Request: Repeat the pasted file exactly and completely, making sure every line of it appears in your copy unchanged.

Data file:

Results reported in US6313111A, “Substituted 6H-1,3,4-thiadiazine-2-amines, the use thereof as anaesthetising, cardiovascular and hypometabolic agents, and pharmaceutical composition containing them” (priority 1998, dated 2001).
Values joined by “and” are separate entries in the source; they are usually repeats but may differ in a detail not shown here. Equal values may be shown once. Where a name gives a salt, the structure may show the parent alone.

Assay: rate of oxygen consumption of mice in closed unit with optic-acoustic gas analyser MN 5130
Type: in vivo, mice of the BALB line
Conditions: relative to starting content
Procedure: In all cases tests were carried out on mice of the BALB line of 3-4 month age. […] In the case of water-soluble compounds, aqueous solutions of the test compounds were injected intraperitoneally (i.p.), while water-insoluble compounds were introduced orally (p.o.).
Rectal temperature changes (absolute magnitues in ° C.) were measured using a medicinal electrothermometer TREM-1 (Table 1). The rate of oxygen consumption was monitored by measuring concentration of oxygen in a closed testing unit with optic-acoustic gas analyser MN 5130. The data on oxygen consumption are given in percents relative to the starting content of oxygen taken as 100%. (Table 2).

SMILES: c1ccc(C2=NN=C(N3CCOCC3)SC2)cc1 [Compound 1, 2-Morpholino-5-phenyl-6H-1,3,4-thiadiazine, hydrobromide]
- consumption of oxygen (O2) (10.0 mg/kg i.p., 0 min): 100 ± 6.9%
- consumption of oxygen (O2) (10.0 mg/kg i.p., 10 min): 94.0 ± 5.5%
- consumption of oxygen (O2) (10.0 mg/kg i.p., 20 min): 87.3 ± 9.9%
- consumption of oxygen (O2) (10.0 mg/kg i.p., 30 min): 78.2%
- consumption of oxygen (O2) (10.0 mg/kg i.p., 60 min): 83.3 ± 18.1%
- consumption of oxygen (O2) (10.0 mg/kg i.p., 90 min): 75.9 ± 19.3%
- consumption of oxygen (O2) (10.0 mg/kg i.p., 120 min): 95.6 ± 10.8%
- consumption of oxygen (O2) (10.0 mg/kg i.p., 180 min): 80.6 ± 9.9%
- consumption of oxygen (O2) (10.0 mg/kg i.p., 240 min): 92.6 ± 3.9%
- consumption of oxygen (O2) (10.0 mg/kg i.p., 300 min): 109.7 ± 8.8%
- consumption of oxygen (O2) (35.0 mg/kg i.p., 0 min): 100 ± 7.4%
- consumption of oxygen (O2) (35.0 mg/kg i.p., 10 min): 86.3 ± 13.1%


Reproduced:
Results reported in US6313111A, “Substituted 6H-1,3,4-thiadiazine-2-amines, the use thereof as anaesthetising, cardiovascular and hypometabolic agents, and pharmaceutical composition containing them” (priority 1998, dated 2001).
Values joined by “and” are separate entries in the source; they are usually repeats but may differ in a detail not shown here. Equal values may be shown once. Where a name gives a salt, the structure may show the parent alone.

Assay: rate of oxygen consumption of mice in closed unit with optic-acoustic gas analyser MN 5130
Type: in vivo, mice of the BALB line
Conditions: relative to starting content
Procedure: In all cases tests were carried out on mice of the BALB line of 3-4 month age. […] In the case of water-soluble compounds, aqueous solutions of the test compounds were injected intraperitoneally (i.p.), while water-insoluble compounds were introduced orally (p.o.).
Rectal temperature changes (absolute magnitues in ° C.) were measured using a medicinal electrothermometer TREM-1 (Table 1). The rate of oxygen consumption was monitored by measuring concentration of oxygen in a closed testing unit with optic-acoustic gas analyser MN 5130. The data on oxygen consumption are given in percents relative to the starting content of oxygen taken as 100%. (Table 2).

SMILES: c1ccc(C2=NN=C(N3CCOCC3)SC2)cc1 [Compound 1, 2-Morpholino-5-phenyl-6H-1,3,4-thiadiazine, hydrobromide]
- consumption of oxygen (O2) (10.0 mg/kg i.p., 0 min): 100 ± 6.9%
- consumption of oxygen (O2) (10.0 mg/kg i.p., 10 min): 94.0 ± 5.5%
- consumption of oxygen (O2) (10.0 mg/kg i.p., 20 min): 87.3 ± 9.9%
- consumption of oxygen (O2) (10.0 mg/kg i.p., 30 min): 78.2%
- consumption of oxygen (O2) (10.0 mg/kg i.p., 60 min): 83.3 ± 18.1%
- consumption of oxygen (O2) (10.0 mg/kg i.p., 90 min): 75.9 ± 19.3%
- consumption of oxygen (O2) (10.0 mg/kg i.p., 120 min): 95.6 ± 10.8%
- consumption of oxygen (O2) (10.0 mg/kg i.p., 180 min): 80.6 ± 9.9%
- consumption of oxygen (O2) (10.0 mg/kg i.p., 240 min): 92.6 ± 3.9%
- consumption of oxygen (O2) (10.0 mg/kg i.p., 300 min): 109.7 ± 8.8%
- consumption of oxygen (O2) (35.0 mg/kg i.p., 0 min): 100 ± 7.4%
- consumption of oxygen (O2) (35.0 mg/kg i.p., 10 min): 86.3 ± 13.1%